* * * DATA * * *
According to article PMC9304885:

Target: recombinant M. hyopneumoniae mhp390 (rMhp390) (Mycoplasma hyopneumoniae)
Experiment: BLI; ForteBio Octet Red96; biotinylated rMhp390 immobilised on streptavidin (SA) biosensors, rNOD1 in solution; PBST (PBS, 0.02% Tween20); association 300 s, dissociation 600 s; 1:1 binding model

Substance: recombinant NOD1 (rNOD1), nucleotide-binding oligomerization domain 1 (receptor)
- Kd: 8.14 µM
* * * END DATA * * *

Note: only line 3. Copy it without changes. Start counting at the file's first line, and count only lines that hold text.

Experiment: BLI; ForteBio Octet Red96; biotinylated rMhp390 immobilised on streptavidin (SA) biosensors, rNOD1 in solution; PBST (PBS, 0.02% Tween20); association 300 s, dissociation 600 s; 1:1 binding model